Mother’s Day is a “hallmark holiday,” created to sell cards and flowers and chocolate. It’s often an insult, where a year’s worth of carrying a family is halfheartedly acknowledged with a quick brunch spent looking at your phone, or a quick phone call spent looking at your computer. Less often, it’s an opportunity to show off wealth, where the balloons are taped to a new car that was due anyway, but delayed for the sake of an extra special Instagram post. A half-hour later, things go back to normal, and you get to pay attention to things you actually care about.
Families are a waste of perfectly good work hours and an obstacle to political unity, an encouragement to selfishness, where what’s “yours” is treated as if it’s somehow special. And mothers are only as special as families are, so if families aren’t special, neither are moms.
But then neither are you. If we measure the importance of things by their profitability or political expedience, then you’re worth only as much as you earn (not for yourself; for your boss), or how you vote (and it has to be for the right party or it doesn’t count). So you’re not special either, once the money runs out and the campaign is over.
The logic of all this is pretty easy to follow, and plenty of people live it: nobody is really worth anything, and caring about them is a waste of time. This would mean that yo mama is the most illogical person in the world for caring about you. And maybe she is.
The opposite might be true though. Maybe profit and politics aren’t the measure of things but only instruments – which would mean that bosses and politicians are best described as “tools.” Maybe there are things that are worth more than money, and maybe jobs and laws are only there for something other than themselves. The only candidate for that I can think of is family.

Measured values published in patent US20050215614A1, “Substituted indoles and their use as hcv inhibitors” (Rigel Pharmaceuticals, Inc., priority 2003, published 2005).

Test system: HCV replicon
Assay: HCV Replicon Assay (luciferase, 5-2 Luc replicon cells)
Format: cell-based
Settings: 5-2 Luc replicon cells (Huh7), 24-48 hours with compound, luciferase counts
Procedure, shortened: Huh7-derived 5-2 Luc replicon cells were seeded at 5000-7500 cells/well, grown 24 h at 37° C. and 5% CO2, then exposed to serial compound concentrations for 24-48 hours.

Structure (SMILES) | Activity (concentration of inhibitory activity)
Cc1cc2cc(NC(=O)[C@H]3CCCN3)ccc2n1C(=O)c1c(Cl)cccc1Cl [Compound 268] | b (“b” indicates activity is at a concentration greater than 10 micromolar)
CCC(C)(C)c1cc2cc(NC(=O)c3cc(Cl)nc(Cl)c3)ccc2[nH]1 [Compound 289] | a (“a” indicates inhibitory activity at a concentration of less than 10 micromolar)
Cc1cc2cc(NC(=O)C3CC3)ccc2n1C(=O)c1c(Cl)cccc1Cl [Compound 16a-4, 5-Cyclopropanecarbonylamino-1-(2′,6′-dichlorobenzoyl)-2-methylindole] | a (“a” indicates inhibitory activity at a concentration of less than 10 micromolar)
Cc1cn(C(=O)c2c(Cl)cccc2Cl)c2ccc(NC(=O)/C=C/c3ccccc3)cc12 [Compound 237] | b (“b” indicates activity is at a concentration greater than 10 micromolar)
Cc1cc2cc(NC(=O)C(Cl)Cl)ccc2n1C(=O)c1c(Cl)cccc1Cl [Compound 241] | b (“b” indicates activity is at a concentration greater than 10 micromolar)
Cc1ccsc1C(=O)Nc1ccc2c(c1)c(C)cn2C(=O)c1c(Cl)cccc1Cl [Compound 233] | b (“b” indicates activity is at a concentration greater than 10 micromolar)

But families can be abusive and toxic. They can be places of destruction much more than places of life. Moms can be mean and neglectful. Some never wanted to be moms. Some resent their kids. Some hurt their kids.
I don’t know where or how to draw the line about relationships. Some are so poisonous that it’s really best to part ways. Some just need some forgiveness or some boundaries. Family relationships, because they’re naturally the most intimate, are also the most intense – and that means the most intensely loving or the most intensely hateful.
I don’t know if your mom is still alive, or if you still talk to her. Either way, think about saying thank you. Even if it’s just a hallmark holiday, it’s still an opportunity to do something different, and maybe you need that more than she does. Even if there’s a bad past between the two of you, maybe forgiveness will help heal your heart even if it doesn’t heal your relationship. There was at least a moment when you were the only thing in the world she cared about. The fact is, your life is special even if it’s a mess, which means your mom is special because she gave it to you, for better or worse. And if things are good, all the more reason to thank her.
So happy mother’s day.